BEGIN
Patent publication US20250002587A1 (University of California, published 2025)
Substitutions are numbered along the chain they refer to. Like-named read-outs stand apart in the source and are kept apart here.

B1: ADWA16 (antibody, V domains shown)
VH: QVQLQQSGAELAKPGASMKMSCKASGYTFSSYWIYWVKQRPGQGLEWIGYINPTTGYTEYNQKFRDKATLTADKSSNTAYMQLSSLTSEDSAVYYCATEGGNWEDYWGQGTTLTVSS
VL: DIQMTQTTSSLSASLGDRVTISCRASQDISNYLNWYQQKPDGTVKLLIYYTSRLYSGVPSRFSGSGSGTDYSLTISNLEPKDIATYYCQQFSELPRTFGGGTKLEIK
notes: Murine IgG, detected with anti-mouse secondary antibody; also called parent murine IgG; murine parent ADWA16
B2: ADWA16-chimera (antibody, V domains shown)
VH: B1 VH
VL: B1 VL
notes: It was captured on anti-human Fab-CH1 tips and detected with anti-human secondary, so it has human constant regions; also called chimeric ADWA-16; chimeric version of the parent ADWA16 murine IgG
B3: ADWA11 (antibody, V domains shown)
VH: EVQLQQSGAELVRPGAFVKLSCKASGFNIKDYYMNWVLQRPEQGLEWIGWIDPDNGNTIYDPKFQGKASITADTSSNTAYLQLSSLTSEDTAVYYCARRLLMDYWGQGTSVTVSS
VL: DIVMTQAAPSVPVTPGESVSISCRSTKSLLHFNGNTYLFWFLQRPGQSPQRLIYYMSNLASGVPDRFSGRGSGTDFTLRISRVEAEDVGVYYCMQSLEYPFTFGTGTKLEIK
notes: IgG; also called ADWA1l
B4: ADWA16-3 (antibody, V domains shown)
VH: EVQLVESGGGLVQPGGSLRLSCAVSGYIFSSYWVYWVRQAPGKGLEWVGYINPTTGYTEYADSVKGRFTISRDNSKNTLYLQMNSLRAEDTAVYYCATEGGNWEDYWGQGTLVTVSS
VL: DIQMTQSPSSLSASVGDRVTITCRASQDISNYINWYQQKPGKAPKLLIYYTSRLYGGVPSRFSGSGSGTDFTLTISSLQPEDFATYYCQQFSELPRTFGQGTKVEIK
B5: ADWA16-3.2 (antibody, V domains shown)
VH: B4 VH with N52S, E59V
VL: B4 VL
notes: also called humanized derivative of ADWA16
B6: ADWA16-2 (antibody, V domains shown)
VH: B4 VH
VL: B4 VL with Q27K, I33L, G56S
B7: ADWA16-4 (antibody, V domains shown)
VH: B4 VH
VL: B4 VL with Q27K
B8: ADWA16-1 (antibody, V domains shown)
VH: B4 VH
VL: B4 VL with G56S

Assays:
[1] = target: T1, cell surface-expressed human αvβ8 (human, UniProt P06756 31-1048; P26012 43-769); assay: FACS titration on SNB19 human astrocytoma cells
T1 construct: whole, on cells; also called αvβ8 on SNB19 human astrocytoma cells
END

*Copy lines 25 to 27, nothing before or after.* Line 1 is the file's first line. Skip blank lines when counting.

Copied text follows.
B7: ADWA16-4 (antibody, V domains shown)
VH: B4 VH
VL: B4 VL with Q27K